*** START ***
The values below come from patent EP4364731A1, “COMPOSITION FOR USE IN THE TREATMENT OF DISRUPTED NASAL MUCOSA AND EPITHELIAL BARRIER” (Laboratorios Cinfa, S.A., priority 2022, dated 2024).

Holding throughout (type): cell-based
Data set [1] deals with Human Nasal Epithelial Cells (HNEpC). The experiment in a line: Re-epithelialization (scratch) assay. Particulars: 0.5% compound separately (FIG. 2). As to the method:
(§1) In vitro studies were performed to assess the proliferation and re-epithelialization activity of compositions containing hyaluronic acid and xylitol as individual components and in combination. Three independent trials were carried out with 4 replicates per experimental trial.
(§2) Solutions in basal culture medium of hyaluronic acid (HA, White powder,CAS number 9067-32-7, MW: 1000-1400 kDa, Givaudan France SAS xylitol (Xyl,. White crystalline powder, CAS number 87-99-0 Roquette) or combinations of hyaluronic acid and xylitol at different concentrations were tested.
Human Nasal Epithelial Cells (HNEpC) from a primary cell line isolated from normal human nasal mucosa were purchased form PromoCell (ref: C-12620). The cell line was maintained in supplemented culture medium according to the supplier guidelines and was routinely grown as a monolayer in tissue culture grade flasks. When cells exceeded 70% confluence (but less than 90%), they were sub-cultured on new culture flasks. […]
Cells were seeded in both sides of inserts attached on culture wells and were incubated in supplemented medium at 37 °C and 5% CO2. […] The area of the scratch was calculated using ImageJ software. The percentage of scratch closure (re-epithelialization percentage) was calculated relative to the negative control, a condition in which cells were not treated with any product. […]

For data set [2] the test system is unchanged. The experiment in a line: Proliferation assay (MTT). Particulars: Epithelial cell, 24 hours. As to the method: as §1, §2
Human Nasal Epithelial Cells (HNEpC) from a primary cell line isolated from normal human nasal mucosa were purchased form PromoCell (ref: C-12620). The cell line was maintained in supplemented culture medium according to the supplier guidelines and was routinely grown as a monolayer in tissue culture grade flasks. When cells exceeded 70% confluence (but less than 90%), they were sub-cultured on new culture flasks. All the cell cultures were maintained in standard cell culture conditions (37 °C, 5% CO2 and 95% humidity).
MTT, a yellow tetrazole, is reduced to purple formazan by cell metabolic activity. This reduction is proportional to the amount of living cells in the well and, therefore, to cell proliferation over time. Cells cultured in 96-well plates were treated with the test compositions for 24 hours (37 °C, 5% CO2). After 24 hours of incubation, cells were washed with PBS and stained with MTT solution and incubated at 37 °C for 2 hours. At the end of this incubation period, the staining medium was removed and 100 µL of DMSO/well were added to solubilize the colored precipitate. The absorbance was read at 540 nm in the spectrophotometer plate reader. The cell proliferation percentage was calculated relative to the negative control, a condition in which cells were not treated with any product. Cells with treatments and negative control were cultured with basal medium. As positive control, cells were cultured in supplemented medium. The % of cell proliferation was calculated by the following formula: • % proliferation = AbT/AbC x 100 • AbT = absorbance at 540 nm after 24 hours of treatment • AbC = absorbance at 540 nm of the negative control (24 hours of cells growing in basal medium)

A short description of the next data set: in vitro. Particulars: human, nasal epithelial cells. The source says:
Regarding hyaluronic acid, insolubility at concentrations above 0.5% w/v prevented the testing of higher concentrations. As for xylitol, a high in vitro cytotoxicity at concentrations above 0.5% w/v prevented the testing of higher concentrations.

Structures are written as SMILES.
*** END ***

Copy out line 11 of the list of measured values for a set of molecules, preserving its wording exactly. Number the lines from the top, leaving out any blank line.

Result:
A short description of the next data set: in vitro. Particulars: human, nasal epithelial cells. The source says: